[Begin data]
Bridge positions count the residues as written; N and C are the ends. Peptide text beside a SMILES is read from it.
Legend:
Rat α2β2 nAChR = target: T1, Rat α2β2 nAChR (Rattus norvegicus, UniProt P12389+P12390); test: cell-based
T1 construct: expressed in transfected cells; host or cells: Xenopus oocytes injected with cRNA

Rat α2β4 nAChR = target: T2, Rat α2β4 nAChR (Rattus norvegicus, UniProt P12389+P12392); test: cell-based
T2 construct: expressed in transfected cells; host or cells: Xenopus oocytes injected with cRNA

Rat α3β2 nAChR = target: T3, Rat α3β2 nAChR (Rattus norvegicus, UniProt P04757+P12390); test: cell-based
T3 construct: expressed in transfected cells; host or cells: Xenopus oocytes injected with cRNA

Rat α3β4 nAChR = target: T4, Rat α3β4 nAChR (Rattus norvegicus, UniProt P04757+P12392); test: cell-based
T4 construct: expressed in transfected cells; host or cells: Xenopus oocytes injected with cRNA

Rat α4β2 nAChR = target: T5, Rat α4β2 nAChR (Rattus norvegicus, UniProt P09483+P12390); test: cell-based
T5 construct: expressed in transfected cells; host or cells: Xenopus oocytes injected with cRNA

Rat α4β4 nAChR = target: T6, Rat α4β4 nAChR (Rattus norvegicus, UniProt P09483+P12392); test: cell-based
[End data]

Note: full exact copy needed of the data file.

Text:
Bridge positions count the residues as written; N and C are the ends. Peptide text beside a SMILES is read from it.
Legend:
Rat α2β2 nAChR = target: T1, Rat α2β2 nAChR (Rattus norvegicus, UniProt P12389+P12390); test: cell-based
T1 construct: expressed in transfected cells; host or cells: Xenopus oocytes injected with cRNA

Rat α2β4 nAChR = target: T2, Rat α2β4 nAChR (Rattus norvegicus, UniProt P12389+P12392); test: cell-based
T2 construct: expressed in transfected cells; host or cells: Xenopus oocytes injected with cRNA

Rat α3β2 nAChR = target: T3, Rat α3β2 nAChR (Rattus norvegicus, UniProt P04757+P12390); test: cell-based
T3 construct: expressed in transfected cells; host or cells: Xenopus oocytes injected with cRNA

Rat α3β4 nAChR = target: T4, Rat α3β4 nAChR (Rattus norvegicus, UniProt P04757+P12392); test: cell-based
T4 construct: expressed in transfected cells; host or cells: Xenopus oocytes injected with cRNA

Rat α4β2 nAChR = target: T5, Rat α4β2 nAChR (Rattus norvegicus, UniProt P09483+P12390); test: cell-based
T5 construct: expressed in transfected cells; host or cells: Xenopus oocytes injected with cRNA

Rat α4β4 nAChR = target: T6, Rat α4β4 nAChR (Rattus norvegicus, UniProt P09483+P12392); test: cell-based